While the bittorrent protocol gets adopted by large official brands, there's still much work left to do to circumvent any attempt by ever more dictatorial-wannabe governments to keep them out of everyone's businesses.While the BitTorrent ecosystem is filled with uncertainty and doubt, researchers at Delft University of Technology have released the first version of their anonymous and decentralized BitTorrent network. "Tribler makes BitTorrent anonymous and impossible to shut down," lead researcher Prof. Pouwelse says.
At least, today we can know for sure that amongst the many available solutions, evolution of the exchange of data across the whole web is headed the right direction. Internet should really be about everyone acting as a more or less anonymous relay.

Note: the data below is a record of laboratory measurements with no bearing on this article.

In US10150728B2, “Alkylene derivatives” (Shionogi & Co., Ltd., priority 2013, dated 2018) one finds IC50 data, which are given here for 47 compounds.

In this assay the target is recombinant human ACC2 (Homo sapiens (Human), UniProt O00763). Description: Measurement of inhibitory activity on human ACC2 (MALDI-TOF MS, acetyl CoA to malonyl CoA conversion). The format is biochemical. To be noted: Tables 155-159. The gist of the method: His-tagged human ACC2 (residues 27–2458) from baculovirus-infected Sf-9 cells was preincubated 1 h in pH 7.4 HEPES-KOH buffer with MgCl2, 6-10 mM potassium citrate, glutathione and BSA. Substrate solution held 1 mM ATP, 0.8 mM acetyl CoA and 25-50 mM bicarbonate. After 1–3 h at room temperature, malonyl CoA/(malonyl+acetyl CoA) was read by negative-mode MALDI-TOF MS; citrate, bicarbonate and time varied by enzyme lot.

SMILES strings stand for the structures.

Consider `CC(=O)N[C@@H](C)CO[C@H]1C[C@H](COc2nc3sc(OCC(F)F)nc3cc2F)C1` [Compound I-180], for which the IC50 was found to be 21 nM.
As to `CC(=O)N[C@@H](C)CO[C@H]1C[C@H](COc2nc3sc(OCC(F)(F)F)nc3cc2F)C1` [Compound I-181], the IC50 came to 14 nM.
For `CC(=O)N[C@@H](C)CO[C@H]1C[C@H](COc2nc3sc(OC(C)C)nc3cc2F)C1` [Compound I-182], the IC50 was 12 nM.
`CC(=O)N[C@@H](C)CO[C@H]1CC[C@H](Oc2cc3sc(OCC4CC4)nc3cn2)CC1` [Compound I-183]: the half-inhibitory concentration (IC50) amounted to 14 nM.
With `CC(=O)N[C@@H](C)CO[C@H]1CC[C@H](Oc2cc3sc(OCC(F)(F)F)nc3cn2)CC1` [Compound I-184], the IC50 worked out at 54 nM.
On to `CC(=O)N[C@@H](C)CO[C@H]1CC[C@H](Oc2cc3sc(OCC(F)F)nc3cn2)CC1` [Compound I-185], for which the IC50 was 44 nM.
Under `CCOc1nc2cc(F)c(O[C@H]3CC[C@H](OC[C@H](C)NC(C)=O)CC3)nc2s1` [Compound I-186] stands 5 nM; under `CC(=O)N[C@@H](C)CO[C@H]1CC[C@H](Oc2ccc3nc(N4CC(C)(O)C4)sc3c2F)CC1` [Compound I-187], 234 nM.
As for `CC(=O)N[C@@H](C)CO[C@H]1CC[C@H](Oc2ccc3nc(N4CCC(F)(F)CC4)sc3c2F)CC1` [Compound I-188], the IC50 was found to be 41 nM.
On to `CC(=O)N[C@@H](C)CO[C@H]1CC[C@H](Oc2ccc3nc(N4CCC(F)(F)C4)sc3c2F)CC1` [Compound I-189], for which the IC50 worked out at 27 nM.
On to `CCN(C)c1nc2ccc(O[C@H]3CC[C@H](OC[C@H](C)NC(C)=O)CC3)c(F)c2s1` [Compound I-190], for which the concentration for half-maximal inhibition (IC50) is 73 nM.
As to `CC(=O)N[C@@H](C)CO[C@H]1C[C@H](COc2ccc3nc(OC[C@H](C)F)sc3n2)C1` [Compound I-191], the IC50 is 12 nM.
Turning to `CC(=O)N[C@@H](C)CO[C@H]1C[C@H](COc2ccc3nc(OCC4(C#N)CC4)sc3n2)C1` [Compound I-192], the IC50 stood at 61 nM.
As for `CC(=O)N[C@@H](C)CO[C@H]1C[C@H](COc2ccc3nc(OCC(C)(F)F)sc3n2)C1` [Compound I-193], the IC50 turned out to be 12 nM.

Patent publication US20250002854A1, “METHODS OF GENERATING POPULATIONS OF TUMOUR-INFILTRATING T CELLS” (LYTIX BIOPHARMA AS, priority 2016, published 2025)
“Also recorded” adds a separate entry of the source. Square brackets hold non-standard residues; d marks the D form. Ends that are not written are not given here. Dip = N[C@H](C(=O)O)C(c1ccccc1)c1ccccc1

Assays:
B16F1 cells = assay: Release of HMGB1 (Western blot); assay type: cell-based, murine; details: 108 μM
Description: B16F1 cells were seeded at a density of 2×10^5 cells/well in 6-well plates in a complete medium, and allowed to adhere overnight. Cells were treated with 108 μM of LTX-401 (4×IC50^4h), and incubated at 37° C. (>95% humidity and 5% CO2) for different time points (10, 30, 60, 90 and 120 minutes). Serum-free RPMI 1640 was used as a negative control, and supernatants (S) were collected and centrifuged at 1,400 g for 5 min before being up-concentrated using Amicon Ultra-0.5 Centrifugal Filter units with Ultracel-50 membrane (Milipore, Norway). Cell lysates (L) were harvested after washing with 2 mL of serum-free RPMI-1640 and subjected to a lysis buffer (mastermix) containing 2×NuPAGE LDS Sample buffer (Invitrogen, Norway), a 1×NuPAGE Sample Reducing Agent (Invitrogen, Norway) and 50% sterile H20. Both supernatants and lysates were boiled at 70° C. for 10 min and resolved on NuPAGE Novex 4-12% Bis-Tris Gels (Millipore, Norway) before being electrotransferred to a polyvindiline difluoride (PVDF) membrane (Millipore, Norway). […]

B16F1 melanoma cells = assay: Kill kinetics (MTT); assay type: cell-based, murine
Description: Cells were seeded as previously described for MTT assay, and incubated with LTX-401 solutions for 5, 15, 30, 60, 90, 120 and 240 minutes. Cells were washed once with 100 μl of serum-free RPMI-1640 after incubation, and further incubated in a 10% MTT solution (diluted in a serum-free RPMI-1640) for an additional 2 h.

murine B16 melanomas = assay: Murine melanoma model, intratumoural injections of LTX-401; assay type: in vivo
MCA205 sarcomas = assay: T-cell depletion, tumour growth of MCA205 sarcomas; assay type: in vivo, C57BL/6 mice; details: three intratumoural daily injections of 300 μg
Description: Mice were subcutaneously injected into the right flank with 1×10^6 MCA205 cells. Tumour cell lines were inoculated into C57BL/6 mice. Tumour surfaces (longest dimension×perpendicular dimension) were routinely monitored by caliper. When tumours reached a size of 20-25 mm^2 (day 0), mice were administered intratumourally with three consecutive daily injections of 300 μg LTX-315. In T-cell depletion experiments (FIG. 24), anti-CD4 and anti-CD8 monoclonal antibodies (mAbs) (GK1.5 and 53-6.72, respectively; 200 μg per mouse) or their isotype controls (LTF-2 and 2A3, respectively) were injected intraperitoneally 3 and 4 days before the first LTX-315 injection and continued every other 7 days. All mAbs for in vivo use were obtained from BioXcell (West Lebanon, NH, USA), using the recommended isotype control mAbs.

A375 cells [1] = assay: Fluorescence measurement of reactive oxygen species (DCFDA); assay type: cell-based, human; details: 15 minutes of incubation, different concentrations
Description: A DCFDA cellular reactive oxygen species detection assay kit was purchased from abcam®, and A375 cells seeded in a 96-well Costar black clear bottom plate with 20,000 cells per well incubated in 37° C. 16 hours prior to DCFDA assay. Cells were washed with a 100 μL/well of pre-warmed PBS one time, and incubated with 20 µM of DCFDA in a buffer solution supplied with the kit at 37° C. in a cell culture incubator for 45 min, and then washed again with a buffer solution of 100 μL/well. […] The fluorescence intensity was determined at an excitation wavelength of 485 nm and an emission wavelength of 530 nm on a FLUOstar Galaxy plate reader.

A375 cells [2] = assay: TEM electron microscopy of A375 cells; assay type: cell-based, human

My concern is that it calls to be outside of the Tor network (and Tails) since it makes its own, but why would taxpayer money fund such a project? This seems odd to me.
In the end, it doesn't give your a false IP, it simply adds yours to a whole bag of IPs which are used to host and exchange files which tend to be illegaly copied. Also, there's got to be a receiving end which, somehow, might get "spotted" or intercepted by guessing who's before or after a given hop (1). The problem of tribler is that it's clearly dedicated to file sharing that screams illegal copying. If a company puts up tons of nods and somehow finds a way to collect data from being inside the Tribler network and knows that a delivery or request is yet to go through more than one hop, couldn't it legitimately consider the collected IPs to be the ones making those requests or getting the files?
I'll be looking more into how the IPs themselves cannot be scooped in one fell swoop.